The black worms sometimes found in a toilet are not actually worms. They are the larvae of the common black drain fly from the family Psychodidae. The common black drain fly often lives in semi-aquatic habitats, so residential bathrooms often end up being their new home. Larvae are hatched out of eggs in aquatic environments, such as a toilet or sink.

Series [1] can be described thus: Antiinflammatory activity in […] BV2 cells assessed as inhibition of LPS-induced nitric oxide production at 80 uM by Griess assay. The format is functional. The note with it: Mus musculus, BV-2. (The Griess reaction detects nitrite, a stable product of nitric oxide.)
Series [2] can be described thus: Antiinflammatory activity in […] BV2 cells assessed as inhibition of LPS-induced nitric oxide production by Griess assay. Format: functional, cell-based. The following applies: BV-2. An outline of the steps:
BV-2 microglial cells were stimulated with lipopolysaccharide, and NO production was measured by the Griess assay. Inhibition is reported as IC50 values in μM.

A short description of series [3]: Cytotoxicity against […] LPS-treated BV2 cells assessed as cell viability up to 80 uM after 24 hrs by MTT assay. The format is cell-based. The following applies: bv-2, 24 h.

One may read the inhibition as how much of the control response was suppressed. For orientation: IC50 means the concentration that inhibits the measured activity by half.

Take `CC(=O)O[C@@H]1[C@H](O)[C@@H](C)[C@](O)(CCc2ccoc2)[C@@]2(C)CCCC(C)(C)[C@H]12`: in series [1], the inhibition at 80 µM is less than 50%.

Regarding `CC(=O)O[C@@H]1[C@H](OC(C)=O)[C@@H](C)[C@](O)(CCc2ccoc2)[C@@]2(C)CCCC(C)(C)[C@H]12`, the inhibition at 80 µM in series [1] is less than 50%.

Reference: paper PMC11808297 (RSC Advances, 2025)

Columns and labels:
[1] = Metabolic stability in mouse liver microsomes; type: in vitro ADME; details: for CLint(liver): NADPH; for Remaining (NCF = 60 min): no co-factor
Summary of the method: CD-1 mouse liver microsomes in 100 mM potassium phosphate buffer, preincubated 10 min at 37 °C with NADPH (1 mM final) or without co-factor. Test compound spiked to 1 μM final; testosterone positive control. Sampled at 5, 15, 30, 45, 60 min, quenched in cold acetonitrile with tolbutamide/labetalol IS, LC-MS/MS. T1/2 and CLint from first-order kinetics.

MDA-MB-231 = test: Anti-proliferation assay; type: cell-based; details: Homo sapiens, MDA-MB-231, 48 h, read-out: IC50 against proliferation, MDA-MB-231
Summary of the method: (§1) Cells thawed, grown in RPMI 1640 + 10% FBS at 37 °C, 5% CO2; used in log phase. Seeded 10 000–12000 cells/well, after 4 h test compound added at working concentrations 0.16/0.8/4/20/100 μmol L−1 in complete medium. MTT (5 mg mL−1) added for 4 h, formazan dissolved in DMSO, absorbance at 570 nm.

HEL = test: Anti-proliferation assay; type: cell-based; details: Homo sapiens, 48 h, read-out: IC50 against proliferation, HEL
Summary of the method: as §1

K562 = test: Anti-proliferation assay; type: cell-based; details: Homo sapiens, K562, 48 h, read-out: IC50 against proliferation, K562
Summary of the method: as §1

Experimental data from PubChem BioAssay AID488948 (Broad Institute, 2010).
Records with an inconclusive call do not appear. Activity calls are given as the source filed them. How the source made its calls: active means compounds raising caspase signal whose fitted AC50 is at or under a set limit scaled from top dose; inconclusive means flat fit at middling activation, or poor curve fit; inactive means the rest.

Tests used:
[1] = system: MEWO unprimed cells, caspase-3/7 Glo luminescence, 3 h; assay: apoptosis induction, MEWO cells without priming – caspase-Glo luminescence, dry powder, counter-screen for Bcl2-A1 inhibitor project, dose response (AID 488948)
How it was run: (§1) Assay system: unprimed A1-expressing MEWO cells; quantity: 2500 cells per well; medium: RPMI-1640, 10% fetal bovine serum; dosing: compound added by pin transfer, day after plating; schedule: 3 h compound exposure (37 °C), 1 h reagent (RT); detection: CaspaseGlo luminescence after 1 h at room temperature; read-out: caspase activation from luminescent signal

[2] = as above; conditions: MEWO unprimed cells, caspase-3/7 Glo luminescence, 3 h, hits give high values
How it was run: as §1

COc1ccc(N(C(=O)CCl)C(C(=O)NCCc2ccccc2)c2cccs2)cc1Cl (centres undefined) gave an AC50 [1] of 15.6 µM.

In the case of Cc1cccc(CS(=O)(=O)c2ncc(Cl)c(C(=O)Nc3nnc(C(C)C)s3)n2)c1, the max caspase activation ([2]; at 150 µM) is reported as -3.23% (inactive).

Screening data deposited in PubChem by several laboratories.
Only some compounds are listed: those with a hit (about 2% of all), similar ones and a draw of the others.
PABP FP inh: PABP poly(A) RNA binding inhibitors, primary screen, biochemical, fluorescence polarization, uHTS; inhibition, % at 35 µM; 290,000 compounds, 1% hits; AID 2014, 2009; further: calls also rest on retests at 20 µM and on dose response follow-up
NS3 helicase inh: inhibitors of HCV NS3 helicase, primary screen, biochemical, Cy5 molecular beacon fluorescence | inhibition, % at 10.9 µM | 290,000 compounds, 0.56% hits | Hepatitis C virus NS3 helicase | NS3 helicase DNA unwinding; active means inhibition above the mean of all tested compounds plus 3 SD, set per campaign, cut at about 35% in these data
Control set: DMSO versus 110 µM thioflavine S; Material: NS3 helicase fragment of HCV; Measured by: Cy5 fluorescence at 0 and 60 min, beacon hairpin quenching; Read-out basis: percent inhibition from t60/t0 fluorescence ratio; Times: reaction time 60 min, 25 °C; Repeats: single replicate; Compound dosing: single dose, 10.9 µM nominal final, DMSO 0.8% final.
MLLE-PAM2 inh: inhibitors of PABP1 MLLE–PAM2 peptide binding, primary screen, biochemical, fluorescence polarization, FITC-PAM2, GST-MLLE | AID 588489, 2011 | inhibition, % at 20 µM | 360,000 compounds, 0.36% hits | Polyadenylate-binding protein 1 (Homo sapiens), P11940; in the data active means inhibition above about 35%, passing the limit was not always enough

To prevent larvae from hatching in the toilet or sink, it is best to clean the toilet or sink with bleach often. To get rid of larvae already present, make sure to remove any potential food sources from the bathroom. The common black drain fly eats leftover food as well as hair plugs found in the drains of sinks and bathtubs. Clogs in the sewage lines could also be an issue, so using liquid drain-clog remover can be helpful. Larvae morph into adult flies within a few days of hatching. A key component of eliminating the larvae is eliminating the adults. Within 20 days, most drain flies die, but if they continue to reproduce, they are likely to produce a constant cycle of eggs, larvae and adults in the bathroom. Clean well to prevent further infestations of the bathroom.